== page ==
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New Smart Tech At Pittsburgh International Airport Allows Customers To Pick Best Way Through Security

PITTSBURGH (KDKA) -- It's summertime, and a record nine million passengers are moving through Pittsburgh International Airport.

So maybe it's no surprise that the wait to go through that TSA security check line seems longer than ever.

"This is my first time going through the Pittsburgh line, and this is a lot longer than I anticipated ever," said Mark Guzman of Seattle as he waited in line.

Sometimes it seems like those lines to get through those TSA checkpoints go on forever, but now the airport has the ability to figure out exactly how much time it takes to go through those lines.

The question is, is that really helpful when you still have to go through it?

After viewing a new screen at the airport that posts the wait-time to go through the TSA screening, most customers say yes.

"There's a lot of anxiety associated with air travel and we're anxious right now to check our bags and get on time, so when you see this, it looks like it's helpful," says Bob Concilus of Squirrel Hill.

The real-time wait-time calculation is the brainchild of a Carnegie Mellon University spin-off called Zensors.

"Here at the airport we have deployed cameras and our artificial intelligence network to basically see and count the number of people in line at the TSA and convert that to an estimated wait time, which then gets broadcast out on the airport website and on the displays here," Chip Homer, head of solutions at Zensors, told KDKA money editor Jon Delano on Wednesday.

The cameras are strategically located, and on the basis of the number of TSA agents working and the number of customers in line, the wait time is calculated and posted on-line and around the airport for the main customer line, the TSA-Pre line, and the first-class line.

"Pittsburgh is a leader in robotics and AI and that should be reflected here at the airport, so for us, it's a no brainer to bring this type of technology in, and this is only the beginning," says Bob Kerlik, spokesperson for the Airport Authority. "We want to see more of it. We signed a memorandum of understanding with Carnegie Mellon University with the goal of becoming the smartest airport in the world. So Pittsburgh is a world leader in artificial intelligence. We're working with CMU on a number of projects."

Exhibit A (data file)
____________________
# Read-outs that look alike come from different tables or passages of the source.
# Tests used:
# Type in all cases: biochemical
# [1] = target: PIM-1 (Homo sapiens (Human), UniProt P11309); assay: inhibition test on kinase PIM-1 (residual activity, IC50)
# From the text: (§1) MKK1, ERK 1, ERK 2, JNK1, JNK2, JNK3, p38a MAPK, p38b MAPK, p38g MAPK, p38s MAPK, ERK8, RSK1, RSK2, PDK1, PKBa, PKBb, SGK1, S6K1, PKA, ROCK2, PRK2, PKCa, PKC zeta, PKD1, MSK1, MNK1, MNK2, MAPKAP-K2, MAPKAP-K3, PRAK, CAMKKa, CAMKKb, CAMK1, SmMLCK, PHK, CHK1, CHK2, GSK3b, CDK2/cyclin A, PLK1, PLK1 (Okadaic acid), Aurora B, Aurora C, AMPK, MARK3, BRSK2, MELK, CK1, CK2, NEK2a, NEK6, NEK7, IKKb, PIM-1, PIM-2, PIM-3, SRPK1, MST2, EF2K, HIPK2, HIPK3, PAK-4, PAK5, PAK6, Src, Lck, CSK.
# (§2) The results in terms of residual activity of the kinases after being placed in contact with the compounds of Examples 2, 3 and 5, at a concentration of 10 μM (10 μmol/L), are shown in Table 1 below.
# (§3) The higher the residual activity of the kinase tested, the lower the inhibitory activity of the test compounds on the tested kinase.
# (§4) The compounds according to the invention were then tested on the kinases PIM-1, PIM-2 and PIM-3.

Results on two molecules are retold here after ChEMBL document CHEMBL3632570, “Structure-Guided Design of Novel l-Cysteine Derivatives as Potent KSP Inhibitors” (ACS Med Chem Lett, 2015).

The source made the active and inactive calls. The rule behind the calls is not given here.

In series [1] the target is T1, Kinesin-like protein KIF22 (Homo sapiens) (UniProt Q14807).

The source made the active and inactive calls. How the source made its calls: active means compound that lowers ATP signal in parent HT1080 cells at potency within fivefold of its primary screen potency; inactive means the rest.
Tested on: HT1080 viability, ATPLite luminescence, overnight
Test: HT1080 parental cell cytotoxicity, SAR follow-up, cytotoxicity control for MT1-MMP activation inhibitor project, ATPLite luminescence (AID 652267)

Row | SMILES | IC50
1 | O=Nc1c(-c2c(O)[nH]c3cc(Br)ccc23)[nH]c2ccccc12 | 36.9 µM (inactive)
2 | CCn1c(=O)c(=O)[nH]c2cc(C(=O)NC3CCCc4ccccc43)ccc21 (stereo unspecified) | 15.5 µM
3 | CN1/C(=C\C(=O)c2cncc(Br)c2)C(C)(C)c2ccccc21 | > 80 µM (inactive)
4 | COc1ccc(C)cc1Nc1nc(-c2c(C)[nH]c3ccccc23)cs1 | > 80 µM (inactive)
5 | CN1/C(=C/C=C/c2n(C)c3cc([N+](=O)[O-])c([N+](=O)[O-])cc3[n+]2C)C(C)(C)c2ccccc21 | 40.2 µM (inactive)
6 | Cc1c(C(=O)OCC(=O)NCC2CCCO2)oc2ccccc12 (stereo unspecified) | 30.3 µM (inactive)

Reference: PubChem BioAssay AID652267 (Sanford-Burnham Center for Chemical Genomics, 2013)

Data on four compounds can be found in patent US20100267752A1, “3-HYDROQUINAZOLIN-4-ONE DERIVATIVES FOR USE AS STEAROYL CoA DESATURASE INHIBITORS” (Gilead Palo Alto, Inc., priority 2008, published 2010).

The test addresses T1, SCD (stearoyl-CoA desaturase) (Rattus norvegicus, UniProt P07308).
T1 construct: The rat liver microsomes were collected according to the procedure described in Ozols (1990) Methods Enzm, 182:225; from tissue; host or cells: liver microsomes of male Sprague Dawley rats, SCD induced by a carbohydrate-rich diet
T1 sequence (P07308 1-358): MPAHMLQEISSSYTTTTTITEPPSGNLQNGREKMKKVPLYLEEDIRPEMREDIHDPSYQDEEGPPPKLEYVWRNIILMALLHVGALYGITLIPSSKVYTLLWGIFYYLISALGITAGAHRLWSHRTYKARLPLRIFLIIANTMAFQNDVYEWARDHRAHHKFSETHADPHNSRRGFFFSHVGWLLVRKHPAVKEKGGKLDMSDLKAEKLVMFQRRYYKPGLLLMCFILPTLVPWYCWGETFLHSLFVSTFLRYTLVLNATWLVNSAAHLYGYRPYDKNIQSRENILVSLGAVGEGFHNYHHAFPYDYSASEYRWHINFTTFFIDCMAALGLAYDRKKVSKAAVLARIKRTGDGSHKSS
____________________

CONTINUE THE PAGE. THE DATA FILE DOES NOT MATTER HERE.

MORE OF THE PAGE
The wait-times are updated every few minutes, but as seasoned travelers know, TSA lines depend on the airport.

"We're flying home to Denver and the Denver lines are way longer than here, so this line is fine," said Christy Henry of Denver.

That's good news to Pittsburgh International Airport as it continues to upgrade its smart technology.

"We're applying some really, really cutting edge technology," said Zensors' Homer.

Homer says with the use of cameras and artificial intelligence software, it can compute the wait time pretty accurately.

"We apply mathematical functions based on the number of people in line, as well as the flow of people coming and entering the line, people exiting the line, and we convert that into a really, really accurate estimated wait. We're accurate generally within two minutes plus or minus of our estimate," Homer said.

Right now, the Airport Authority is only posting the wait time in the main checkpoint, but soon, hopefully in the next week or so, they're going to have the alternate checkpoint under camera.

That will give the customer the ability to choose which line is shorter to go through.

"We'll be adding the alternate security checkpoint so as a passenger when you walk in you can look at live wait times and decide, I should go to the main line or I should scoot on over to alternate security," said Homer.

The airport authority says it's all part of making the airport experience less stressful.

"It eases the stress for the traveler, right. So when they get here, they can see, hey, my flight's in an hour, the line is 15 minutes. I have plenty of time," added Kerlik.

This is only the start.

Next, the airport is also looking to measure wait times at those airline ticketing counters.

"We want to be the smartest airport in the world," Kerlik said.

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